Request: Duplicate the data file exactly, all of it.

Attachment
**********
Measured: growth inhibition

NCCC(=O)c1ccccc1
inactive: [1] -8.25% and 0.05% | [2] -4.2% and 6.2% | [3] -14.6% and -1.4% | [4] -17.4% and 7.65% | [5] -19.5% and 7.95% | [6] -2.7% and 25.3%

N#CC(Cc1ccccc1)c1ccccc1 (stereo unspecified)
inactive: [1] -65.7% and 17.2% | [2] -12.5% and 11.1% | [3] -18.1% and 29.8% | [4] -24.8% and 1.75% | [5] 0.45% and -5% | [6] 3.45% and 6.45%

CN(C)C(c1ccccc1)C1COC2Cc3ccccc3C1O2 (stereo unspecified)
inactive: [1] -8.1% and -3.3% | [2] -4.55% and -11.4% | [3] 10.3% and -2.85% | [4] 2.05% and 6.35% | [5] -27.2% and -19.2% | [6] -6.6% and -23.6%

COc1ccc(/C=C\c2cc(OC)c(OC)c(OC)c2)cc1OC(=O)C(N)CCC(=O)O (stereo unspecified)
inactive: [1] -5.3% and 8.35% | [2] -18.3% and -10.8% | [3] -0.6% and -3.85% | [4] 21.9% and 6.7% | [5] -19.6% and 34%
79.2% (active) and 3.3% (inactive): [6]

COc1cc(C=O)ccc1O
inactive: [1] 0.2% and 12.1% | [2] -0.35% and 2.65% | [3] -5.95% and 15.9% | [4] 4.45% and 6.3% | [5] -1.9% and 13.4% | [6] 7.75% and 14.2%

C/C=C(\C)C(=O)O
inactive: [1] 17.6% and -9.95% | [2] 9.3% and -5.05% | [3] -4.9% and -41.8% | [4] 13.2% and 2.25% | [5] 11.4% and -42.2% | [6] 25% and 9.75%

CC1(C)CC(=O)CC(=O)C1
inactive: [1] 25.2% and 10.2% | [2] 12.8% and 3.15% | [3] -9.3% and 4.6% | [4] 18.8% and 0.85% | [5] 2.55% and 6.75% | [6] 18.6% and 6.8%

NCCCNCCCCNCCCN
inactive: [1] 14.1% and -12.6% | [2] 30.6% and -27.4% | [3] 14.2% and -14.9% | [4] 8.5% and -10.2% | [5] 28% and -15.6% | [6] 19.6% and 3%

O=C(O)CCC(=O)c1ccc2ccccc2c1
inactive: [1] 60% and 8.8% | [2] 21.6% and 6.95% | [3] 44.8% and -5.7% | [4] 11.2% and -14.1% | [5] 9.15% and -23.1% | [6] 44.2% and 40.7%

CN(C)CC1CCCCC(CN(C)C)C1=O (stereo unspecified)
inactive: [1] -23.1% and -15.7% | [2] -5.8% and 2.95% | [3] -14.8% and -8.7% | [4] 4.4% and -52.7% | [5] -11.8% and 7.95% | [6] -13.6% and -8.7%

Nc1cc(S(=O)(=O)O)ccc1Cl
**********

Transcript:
Measured: growth inhibition

NCCC(=O)c1ccccc1
inactive: [1] -8.25% and 0.05% | [2] -4.2% and 6.2% | [3] -14.6% and -1.4% | [4] -17.4% and 7.65% | [5] -19.5% and 7.95% | [6] -2.7% and 25.3%

N#CC(Cc1ccccc1)c1ccccc1 (stereo unspecified)
inactive: [1] -65.7% and 17.2% | [2] -12.5% and 11.1% | [3] -18.1% and 29.8% | [4] -24.8% and 1.75% | [5] 0.45% and -5% | [6] 3.45% and 6.45%

CN(C)C(c1ccccc1)C1COC2Cc3ccccc3C1O2 (stereo unspecified)
inactive: [1] -8.1% and -3.3% | [2] -4.55% and -11.4% | [3] 10.3% and -2.85% | [4] 2.05% and 6.35% | [5] -27.2% and -19.2% | [6] -6.6% and -23.6%

COc1ccc(/C=C\c2cc(OC)c(OC)c(OC)c2)cc1OC(=O)C(N)CCC(=O)O (stereo unspecified)
inactive: [1] -5.3% and 8.35% | [2] -18.3% and -10.8% | [3] -0.6% and -3.85% | [4] 21.9% and 6.7% | [5] -19.6% and 34%
79.2% (active) and 3.3% (inactive): [6]

COc1cc(C=O)ccc1O
inactive: [1] 0.2% and 12.1% | [2] -0.35% and 2.65% | [3] -5.95% and 15.9% | [4] 4.45% and 6.3% | [5] -1.9% and 13.4% | [6] 7.75% and 14.2%

C/C=C(\C)C(=O)O
inactive: [1] 17.6% and -9.95% | [2] 9.3% and -5.05% | [3] -4.9% and -41.8% | [4] 13.2% and 2.25% | [5] 11.4% and -42.2% | [6] 25% and 9.75%

CC1(C)CC(=O)CC(=O)C1
inactive: [1] 25.2% and 10.2% | [2] 12.8% and 3.15% | [3] -9.3% and 4.6% | [4] 18.8% and 0.85% | [5] 2.55% and 6.75% | [6] 18.6% and 6.8%

NCCCNCCCCNCCCN
inactive: [1] 14.1% and -12.6% | [2] 30.6% and -27.4% | [3] 14.2% and -14.9% | [4] 8.5% and -10.2% | [5] 28% and -15.6% | [6] 19.6% and 3%

O=C(O)CCC(=O)c1ccc2ccccc2c1
inactive: [1] 60% and 8.8% | [2] 21.6% and 6.95% | [3] 44.8% and -5.7% | [4] 11.2% and -14.1% | [5] 9.15% and -23.1% | [6] 44.2% and 40.7%

CN(C)CC1CCCCC(CN(C)C)C1=O (stereo unspecified)
inactive: [1] -23.1% and -15.7% | [2] -5.8% and 2.95% | [3] -14.8% and -8.7% | [4] 4.4% and -52.7% | [5] -11.8% and 7.95% | [6] -13.6% and -8.7%

Nc1cc(S(=O)(=O)O)ccc1Cl